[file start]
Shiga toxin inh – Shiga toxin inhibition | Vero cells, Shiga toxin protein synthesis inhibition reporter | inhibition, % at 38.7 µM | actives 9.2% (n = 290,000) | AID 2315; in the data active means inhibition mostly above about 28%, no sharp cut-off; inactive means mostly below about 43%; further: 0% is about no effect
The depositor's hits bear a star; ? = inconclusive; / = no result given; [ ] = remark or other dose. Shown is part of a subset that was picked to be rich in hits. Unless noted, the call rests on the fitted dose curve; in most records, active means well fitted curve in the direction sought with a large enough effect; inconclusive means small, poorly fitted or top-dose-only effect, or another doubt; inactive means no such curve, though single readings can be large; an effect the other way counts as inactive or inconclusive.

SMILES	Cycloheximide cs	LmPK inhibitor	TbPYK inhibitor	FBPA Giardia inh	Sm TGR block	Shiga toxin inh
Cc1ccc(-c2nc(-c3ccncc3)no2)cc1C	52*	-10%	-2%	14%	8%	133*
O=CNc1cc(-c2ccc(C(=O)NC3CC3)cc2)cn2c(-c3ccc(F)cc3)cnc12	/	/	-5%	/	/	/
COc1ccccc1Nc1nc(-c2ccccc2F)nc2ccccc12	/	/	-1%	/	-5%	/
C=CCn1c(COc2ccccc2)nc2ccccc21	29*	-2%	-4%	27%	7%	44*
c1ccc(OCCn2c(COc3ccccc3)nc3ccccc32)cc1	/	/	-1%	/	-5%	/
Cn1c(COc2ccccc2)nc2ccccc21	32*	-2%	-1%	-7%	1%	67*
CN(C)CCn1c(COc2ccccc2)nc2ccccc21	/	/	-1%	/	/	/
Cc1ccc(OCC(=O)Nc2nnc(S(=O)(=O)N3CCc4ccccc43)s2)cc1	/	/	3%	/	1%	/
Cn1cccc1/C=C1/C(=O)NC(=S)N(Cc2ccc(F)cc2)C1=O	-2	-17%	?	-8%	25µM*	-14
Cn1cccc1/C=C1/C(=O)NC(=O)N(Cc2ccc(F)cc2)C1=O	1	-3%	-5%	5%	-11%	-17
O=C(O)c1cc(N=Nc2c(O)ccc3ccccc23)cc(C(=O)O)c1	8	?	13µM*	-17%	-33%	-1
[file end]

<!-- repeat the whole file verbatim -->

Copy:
Shiga toxin inh – Shiga toxin inhibition | Vero cells, Shiga toxin protein synthesis inhibition reporter | inhibition, % at 38.7 µM | actives 9.2% (n = 290,000) | AID 2315; in the data active means inhibition mostly above about 28%, no sharp cut-off; inactive means mostly below about 43%; further: 0% is about no effect
The depositor's hits bear a star; ? = inconclusive; / = no result given; [ ] = remark or other dose. Shown is part of a subset that was picked to be rich in hits. Unless noted, the call rests on the fitted dose curve; in most records, active means well fitted curve in the direction sought with a large enough effect; inconclusive means small, poorly fitted or top-dose-only effect, or another doubt; inactive means no such curve, though single readings can be large; an effect the other way counts as inactive or inconclusive.

SMILES	Cycloheximide cs	LmPK inhibitor	TbPYK inhibitor	FBPA Giardia inh	Sm TGR block	Shiga toxin inh
Cc1ccc(-c2nc(-c3ccncc3)no2)cc1C	52*	-10%	-2%	14%	8%	133*
O=CNc1cc(-c2ccc(C(=O)NC3CC3)cc2)cn2c(-c3ccc(F)cc3)cnc12	/	/	-5%	/	/	/
COc1ccccc1Nc1nc(-c2ccccc2F)nc2ccccc12	/	/	-1%	/	-5%	/
C=CCn1c(COc2ccccc2)nc2ccccc21	29*	-2%	-4%	27%	7%	44*
c1ccc(OCCn2c(COc3ccccc3)nc3ccccc32)cc1	/	/	-1%	/	-5%	/
Cn1c(COc2ccccc2)nc2ccccc21	32*	-2%	-1%	-7%	1%	67*
CN(C)CCn1c(COc2ccccc2)nc2ccccc21	/	/	-1%	/	/	/
Cc1ccc(OCC(=O)Nc2nnc(S(=O)(=O)N3CCc4ccccc43)s2)cc1	/	/	3%	/	1%	/
Cn1cccc1/C=C1/C(=O)NC(=S)N(Cc2ccc(F)cc2)C1=O	-2	-17%	?	-8%	25µM*	-14
Cn1cccc1/C=C1/C(=O)NC(=O)N(Cc2ccc(F)cc2)C1=O	1	-3%	-5%	5%	-11%	-17
O=C(O)c1cc(N=Nc2c(O)ccc3ccccc23)cc(C(=O)O)c1	8	?	13µM*	-17%	-33%	-1